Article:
Nurse midwives and their students are among the hundreds of thousands of people from wealthy parts of the world who travel abroad every year to participate in short-term programs intended to improve the health and well-being of people in poor countries. Considering the horrific toll of maternal and infant mortality in so many countries, the potential for improving health and quality of life draws students and professionals who want to alleviate suffering as well as learn about the world.
Short-term medical missions (STMMs) have been praised for the dedication of volunteers and their valuable impact in poor communities. At the same time, these trips have increasingly been subject to severe criticism for promoting ‘drive-by humanitarianism’ and as a new form of colonialism. North American medical faculty have expressed increasing concern about untrained and unlicensed students “practicing” medicine in ways they cannot (and should not) do at home. And many well-intentioned volunteers return from their trips wondering whether they made a difference. So how valuable are STMMs, either to the volunteers or to the communities they visit?
Both critics and supporters rely mostly on anecdotes to illustrate their particular position. Indeed, there is rarely any systematic evaluation of these programs to assess their value either for host communities or for volunteers. For my own research*, I surveyed and interviewed STMM sponsors in the U.S. and interviewed host community staff that work with volunteers in four countries. I wanted to use some systematic evidence in order to take another look at this growing multi-billion-dollar phenomenon.
In doing so, I was able to identify common practices and contrast them with what host staff prefer from volunteers. The gap is significant on several fronts—the length of trips (too short), the selection of volunteers (too lax), preparation of volunteers (very insufficient), and active engagement of host communities in determining needs and evaluating impact (often non-existent).
I conclude the book with nine principles for maximizing the value of STMMs. Not all trips can incorporate every principle, but most should be considered essential.
- Foster Mutuality between sponsor organizations and host country partners
- Maintain Continuity of programming
- Conduct substantive needs Assessment, with host community involvement
- Evaluate process and outcomes and incorporate the results into improvements
- Focus on Prevention
- Integrate diverse types of health services
- Build local Capacity
- Strengthen volunteer Preparation
- Have volunteers stay Longer
It is safe to say, based on the research, that most STMMs do not follow most of these principles. Here is an anecdote illustrating this: one of my students accompanied a trip to Ghana whose purpose was to train professional and lay midwives. Their goal was a grand one—to reduce maternal mortality in a remote region. They spent a lot of money and time preparing for the trip. But during the first day of training, the professional midwives objected that they were being taught the very basics they had already learned in school and had indeed practiced for years. The volunteers had assumed that they did not know anything about their field. It was insulting, and a waste of precious time and resources on everyone’s part. Fortunately, the volunteers were able to re-tool quickly and improve what they could offer in the subsequent days. “Birth kits”, distributed to lay midwives, were appreciated and used, except that a follow-up a year later revealed that the flashlights were difficult to operate and supplies were quickly depleted.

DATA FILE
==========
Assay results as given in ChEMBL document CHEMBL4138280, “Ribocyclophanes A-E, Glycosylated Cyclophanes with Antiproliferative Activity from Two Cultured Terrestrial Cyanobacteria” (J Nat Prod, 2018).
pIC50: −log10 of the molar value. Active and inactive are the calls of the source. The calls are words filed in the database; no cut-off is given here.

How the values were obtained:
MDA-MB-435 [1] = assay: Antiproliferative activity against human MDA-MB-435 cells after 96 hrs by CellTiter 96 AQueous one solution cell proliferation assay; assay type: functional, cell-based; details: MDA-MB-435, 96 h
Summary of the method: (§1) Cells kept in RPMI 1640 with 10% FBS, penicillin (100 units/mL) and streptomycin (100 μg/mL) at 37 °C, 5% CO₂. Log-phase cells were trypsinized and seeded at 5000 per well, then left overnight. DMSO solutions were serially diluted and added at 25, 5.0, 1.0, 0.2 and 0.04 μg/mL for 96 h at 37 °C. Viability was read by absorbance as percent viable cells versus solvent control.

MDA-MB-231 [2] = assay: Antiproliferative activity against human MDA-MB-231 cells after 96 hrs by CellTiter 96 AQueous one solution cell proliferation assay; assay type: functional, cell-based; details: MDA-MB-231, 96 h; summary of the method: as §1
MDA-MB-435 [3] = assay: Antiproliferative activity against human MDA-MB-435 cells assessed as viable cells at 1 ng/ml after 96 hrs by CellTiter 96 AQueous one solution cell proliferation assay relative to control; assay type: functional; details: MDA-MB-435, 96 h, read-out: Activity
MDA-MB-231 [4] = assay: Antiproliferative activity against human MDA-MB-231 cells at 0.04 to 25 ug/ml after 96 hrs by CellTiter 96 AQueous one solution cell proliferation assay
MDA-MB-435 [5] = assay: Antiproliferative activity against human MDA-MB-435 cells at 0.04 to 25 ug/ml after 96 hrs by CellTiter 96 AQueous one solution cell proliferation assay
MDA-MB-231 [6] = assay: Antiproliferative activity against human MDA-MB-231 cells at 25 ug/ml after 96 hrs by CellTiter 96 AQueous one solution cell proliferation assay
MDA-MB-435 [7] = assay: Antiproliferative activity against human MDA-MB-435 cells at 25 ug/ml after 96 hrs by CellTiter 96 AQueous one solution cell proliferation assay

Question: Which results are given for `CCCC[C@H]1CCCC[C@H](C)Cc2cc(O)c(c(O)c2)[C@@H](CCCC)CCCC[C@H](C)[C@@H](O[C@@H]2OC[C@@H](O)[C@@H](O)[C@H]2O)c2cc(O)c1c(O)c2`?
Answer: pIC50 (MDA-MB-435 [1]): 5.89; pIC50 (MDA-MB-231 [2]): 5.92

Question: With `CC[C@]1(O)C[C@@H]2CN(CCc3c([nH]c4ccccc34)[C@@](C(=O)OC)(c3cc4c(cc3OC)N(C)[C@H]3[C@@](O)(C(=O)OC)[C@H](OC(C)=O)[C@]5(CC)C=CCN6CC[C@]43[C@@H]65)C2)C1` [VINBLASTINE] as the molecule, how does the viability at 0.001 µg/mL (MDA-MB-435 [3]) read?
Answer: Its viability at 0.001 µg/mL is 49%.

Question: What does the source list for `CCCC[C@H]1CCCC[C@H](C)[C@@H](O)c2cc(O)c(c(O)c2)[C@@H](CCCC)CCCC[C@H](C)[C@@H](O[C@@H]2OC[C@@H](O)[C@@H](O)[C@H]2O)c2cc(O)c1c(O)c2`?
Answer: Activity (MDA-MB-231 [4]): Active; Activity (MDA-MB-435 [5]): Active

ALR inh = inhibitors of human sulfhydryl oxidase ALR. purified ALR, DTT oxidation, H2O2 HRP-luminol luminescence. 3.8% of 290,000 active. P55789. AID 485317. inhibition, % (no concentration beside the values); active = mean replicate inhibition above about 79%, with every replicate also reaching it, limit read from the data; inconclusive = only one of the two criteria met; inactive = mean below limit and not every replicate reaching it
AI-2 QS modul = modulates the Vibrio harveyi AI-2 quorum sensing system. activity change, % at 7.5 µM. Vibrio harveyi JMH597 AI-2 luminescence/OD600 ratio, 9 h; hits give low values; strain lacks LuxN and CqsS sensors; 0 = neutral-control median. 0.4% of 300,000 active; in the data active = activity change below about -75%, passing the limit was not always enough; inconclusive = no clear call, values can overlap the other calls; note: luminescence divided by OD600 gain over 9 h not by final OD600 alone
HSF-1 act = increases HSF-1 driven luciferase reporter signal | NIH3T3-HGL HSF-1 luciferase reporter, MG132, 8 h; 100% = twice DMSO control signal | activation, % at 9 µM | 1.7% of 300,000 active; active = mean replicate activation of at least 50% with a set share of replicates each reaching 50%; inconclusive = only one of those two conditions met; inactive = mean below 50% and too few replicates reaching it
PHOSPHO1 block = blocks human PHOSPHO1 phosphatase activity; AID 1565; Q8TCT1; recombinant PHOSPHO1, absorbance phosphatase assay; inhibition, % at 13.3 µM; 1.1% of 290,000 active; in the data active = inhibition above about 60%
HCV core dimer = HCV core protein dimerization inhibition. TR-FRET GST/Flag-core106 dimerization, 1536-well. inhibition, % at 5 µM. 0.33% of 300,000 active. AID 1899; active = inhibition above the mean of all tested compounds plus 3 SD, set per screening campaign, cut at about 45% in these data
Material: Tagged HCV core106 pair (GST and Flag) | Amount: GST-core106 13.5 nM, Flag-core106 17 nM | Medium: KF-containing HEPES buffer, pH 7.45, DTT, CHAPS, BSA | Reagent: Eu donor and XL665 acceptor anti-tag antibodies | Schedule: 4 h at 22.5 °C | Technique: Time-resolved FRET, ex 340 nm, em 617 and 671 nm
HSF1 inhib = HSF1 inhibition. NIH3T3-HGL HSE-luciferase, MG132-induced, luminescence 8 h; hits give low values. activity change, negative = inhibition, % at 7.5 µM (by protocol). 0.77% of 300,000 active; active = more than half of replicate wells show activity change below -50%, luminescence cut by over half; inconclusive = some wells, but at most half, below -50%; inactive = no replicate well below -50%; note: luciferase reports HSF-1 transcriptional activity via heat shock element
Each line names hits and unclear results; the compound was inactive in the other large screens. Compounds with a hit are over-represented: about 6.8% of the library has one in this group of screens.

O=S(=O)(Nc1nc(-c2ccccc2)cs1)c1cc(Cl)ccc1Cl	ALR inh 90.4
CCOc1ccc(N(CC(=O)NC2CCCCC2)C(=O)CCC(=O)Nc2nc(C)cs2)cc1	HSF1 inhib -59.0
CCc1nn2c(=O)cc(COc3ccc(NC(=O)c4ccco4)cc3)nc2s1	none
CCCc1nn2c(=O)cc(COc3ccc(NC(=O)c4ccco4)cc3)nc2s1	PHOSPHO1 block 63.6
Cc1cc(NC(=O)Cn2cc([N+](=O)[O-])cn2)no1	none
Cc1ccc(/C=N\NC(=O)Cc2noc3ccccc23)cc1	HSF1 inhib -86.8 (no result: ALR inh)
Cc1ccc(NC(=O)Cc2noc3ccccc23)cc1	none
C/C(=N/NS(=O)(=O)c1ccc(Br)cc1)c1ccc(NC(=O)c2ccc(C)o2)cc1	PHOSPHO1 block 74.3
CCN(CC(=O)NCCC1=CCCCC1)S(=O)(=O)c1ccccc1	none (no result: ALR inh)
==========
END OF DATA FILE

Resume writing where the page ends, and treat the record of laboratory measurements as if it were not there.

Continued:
A thorough needs assessment beforehand might have improved the program, continuity might have produced a plan for restocking the kits, and a good evaluation afterward could have informed the sponsors whether their investment had indeed made a difference. However, these were not priorities for the organization, which was pleased with the good public relations created and the likelihood that they had made a small difference. And since they were donating money and equipment to the regional health center, the local partners were not likely to provide negative feedback.
Better examples do exist, where professionals from sponsoring and host countries work together to solve problems on an ongoing basis. Host country staff repeatedly said that volunteers are appreciated when they work hard, have needed skills to offer, and are respectful and willing to learn from their hosts.
Organizations that want to have the most impact would do well to extend the length of trips, improve volunteer preparation, and focus on needs defined by community partners. The really good news is that research suggests that following these principles makes for a better experience for volunteers as well as for host communities.
*“Hoping to Help; the Promises and Pitfalls of Global Health Volunteering”, Cornell U. Press, 2016.